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Discussion Forum - Gear ! - Broken Ankle

Author: Tony Willey
Posted: Mon 5th Aug 2013, 10:51
Joined: 1989
Local Group: Lakeland
This useful advice was published by the Fell & rock Climbing Club:-

Mobile phone reception in the Mountains can often be intermittent or non-existent. If you are involved in an incident on the hill and need to call assistance but cannot make voice calls, you may now contact the 999 emergency services using a short messaging service (SMS) text from your
mobile phone.

The service was originally set up in 2009 for people who are hard of hearing or who have a speech impediment. The service has been successful in helping identify crime and enabling emergency calls to be made when otherwise contact would have been difficult or impossible for the people involved.

The service will now assist those needing emergency assistance in the hills when mobile reception is poor and there is not enough signal to make a voice call. The benefit is that a text message can be composed and sent in a single operation. You should specify 'Police-Mountain Rescue' when sending the text, and include information about your location, nature of the incident and those involved.

You will only be able to use this service if you have registered with emergency SMS first. Register now: don't wait for an emergency. To register, text the word 'register' to 999. You will get a reply - then follow the instructions you are sent. This will only take approx two minutes of your time and could save your life!

Emergency SMS Website
Author: Peter Steckles
Posted: Sun 4th Aug 2013, 23:55
Joined: 1998
Local Group: East Lancashire
Look at this little beauty...

And you get to hear it on this web site... 21st century marketing eh...!

However, research suggests that the current recommendation is for three blasts on the whistle as a distress call - with three as a return signal.

Others say 6 blasts - with three as a return signal - continuing until the contact is made.

When I started stumbling around the fells and caves, it was 6 blasts, with 6 as a return signal.

My thoughts are that my ears will always prick up if I hear a whistle, however many times it might be blown, assuming that someone needs help.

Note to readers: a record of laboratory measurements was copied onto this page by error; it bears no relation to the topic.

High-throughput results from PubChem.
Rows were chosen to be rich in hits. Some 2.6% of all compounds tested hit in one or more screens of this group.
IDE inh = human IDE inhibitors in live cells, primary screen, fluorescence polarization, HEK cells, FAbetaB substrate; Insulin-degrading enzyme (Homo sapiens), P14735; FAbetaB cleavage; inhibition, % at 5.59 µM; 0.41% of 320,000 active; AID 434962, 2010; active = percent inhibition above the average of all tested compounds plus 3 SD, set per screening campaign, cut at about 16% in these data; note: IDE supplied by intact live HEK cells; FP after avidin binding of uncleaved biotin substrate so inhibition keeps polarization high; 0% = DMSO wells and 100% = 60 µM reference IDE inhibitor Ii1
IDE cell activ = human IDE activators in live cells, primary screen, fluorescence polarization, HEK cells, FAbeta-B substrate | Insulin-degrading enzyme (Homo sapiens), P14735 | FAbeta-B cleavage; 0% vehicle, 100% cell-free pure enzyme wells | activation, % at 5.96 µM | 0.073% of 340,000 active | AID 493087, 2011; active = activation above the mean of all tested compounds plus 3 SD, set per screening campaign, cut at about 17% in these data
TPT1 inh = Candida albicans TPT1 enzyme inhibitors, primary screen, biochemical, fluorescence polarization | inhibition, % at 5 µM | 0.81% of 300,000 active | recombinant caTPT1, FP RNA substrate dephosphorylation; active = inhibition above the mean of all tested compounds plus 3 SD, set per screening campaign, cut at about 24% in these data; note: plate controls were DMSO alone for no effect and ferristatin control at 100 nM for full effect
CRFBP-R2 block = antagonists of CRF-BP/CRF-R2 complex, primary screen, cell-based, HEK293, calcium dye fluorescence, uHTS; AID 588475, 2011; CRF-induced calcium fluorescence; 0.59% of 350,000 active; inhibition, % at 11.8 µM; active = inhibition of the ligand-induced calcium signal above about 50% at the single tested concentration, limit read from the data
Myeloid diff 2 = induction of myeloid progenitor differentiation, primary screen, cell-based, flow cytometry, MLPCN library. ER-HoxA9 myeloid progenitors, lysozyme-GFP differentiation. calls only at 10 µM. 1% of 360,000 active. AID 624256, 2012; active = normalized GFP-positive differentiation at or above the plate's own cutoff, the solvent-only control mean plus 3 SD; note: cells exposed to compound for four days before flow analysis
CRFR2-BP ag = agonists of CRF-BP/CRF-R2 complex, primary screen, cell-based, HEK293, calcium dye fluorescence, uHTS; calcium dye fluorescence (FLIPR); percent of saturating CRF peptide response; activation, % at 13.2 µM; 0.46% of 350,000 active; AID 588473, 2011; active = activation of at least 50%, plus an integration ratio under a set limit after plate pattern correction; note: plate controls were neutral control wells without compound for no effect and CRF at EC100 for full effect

Part of the thinking also is that the 'victim' doesn't feel helpless if they need help. They are at least doing something to attract attention.

I hope your ankle recovers soon.
Author: Robert Locock
Posted: Sun 4th Aug 2013, 20:10
Joined: 2010
I've always carried a whistle. Six blasts 10 seconds apart (i.e.within a minute) I was always told.
Author: Peter Steckles
Posted: Sat 3rd Aug 2013, 22:36
Joined: 1998
Local Group: East Lancashire
I always carry a whistle. An Acme Thunderer no less!!!

Six long blasts.

Worth a try?
Author: Stephen M Rackett
Posted: Sat 3rd Aug 2013, 20:32
Joined: 1980
Local Group: London
The only thing you could have had,would have been a locating beacon.
Which you could have turned on
Author: John Pennifold
Posted: Fri 24th Aug 2012, 8:14
Joined: 1996
Local Group: London
What happened once you got back to the car? Was there a mobile phone signal there or did you flag somebody down or did you drive home?
Author: Alan Champion
Posted: Wed 1st Aug 2012, 19:01
Joined: 2010
Local Group: Marches
In dire straits it would be worth trying 112 on your mobile phone even if it shows no reception from your network. If another network is within range it would use that.
Author: Paul Armstrong
Posted: Thu 26th Jul 2012, 11:13
Joined: 2010
Local Group: Wessex
I was out walking recently on my own in the simonside hills near Rothbury. As I stepped down off a ladder siles, I hit some rough ground, went over on my ankle and broke it. At the point I did this, I had no mobile phone reception and had not passed anyone for at least an hour.

I think I'd taken reasonable precautions and my wife knew the exact route I was taking and what time I expected to be back, so in time, I would have been missed.

As it happens, the break was on the side of my ankle and with the help of a walking pole, painkillers and anti-inflamatories, I managed to hobble the 3 miles back to my car.

My question is, is there anything else I could have done and is there something I could have carried with me to either aid me walking or getting help?

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